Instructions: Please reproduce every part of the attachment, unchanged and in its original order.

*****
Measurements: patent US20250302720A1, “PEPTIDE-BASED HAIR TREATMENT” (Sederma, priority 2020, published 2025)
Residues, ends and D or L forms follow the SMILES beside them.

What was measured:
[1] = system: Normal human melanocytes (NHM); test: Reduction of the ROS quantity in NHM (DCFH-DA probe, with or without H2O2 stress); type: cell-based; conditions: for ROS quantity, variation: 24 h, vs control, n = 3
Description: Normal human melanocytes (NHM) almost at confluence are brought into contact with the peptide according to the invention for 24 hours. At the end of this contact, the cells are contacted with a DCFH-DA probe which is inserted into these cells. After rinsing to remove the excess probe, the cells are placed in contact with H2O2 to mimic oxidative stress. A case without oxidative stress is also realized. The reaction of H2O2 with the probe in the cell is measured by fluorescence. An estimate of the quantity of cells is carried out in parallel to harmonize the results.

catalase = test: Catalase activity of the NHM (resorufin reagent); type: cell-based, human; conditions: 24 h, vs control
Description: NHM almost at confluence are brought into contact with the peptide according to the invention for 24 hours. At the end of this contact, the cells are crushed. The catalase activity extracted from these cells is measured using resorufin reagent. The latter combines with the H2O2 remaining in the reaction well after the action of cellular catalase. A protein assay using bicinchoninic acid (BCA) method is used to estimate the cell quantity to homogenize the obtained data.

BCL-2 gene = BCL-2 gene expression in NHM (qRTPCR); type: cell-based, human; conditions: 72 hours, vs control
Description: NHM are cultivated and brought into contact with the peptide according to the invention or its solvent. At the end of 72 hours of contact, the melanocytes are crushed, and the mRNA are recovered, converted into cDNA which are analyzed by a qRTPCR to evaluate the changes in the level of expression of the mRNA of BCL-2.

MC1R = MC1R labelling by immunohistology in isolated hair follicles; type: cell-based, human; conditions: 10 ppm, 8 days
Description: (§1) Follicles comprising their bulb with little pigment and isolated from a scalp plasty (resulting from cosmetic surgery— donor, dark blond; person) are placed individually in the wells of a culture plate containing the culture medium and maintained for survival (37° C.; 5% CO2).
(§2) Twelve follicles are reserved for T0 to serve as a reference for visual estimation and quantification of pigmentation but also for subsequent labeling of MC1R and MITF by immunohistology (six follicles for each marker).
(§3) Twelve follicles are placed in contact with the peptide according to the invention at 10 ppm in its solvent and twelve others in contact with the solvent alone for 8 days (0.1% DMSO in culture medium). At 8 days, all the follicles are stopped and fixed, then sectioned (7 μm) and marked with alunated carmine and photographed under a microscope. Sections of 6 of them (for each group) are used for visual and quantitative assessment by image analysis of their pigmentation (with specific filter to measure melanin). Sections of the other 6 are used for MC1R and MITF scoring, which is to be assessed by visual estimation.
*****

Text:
Measurements: patent US20250302720A1, “PEPTIDE-BASED HAIR TREATMENT” (Sederma, priority 2020, published 2025)
Residues, ends and D or L forms follow the SMILES beside them.

What was measured:
[1] = system: Normal human melanocytes (NHM); test: Reduction of the ROS quantity in NHM (DCFH-DA probe, with or without H2O2 stress); type: cell-based; conditions: for ROS quantity, variation: 24 h, vs control, n = 3
Description: Normal human melanocytes (NHM) almost at confluence are brought into contact with the peptide according to the invention for 24 hours. At the end of this contact, the cells are contacted with a DCFH-DA probe which is inserted into these cells. After rinsing to remove the excess probe, the cells are placed in contact with H2O2 to mimic oxidative stress. A case without oxidative stress is also realized. The reaction of H2O2 with the probe in the cell is measured by fluorescence. An estimate of the quantity of cells is carried out in parallel to harmonize the results.

catalase = test: Catalase activity of the NHM (resorufin reagent); type: cell-based, human; conditions: 24 h, vs control
Description: NHM almost at confluence are brought into contact with the peptide according to the invention for 24 hours. At the end of this contact, the cells are crushed. The catalase activity extracted from these cells is measured using resorufin reagent. The latter combines with the H2O2 remaining in the reaction well after the action of cellular catalase. A protein assay using bicinchoninic acid (BCA) method is used to estimate the cell quantity to homogenize the obtained data.

BCL-2 gene = BCL-2 gene expression in NHM (qRTPCR); type: cell-based, human; conditions: 72 hours, vs control
Description: NHM are cultivated and brought into contact with the peptide according to the invention or its solvent. At the end of 72 hours of contact, the melanocytes are crushed, and the mRNA are recovered, converted into cDNA which are analyzed by a qRTPCR to evaluate the changes in the level of expression of the mRNA of BCL-2.

MC1R = MC1R labelling by immunohistology in isolated hair follicles; type: cell-based, human; conditions: 10 ppm, 8 days
Description: (§1) Follicles comprising their bulb with little pigment and isolated from a scalp plasty (resulting from cosmetic surgery— donor, dark blond; person) are placed individually in the wells of a culture plate containing the culture medium and maintained for survival (37° C.; 5% CO2).
(§2) Twelve follicles are reserved for T0 to serve as a reference for visual estimation and quantification of pigmentation but also for subsequent labeling of MC1R and MITF by immunohistology (six follicles for each marker).
(§3) Twelve follicles are placed in contact with the peptide according to the invention at 10 ppm in its solvent and twelve others in contact with the solvent alone for 8 days (0.1% DMSO in culture medium). At 8 days, all the follicles are stopped and fixed, then sectioned (7 μm) and marked with alunated carmine and photographed under a microscope. Sections of 6 of them (for each group) are used for visual and quantitative assessment by image analysis of their pigmentation (with specific filter to measure melanin). Sections of the other 6 are used for MC1R and MITF scoring, which is to be assessed by visual estimation.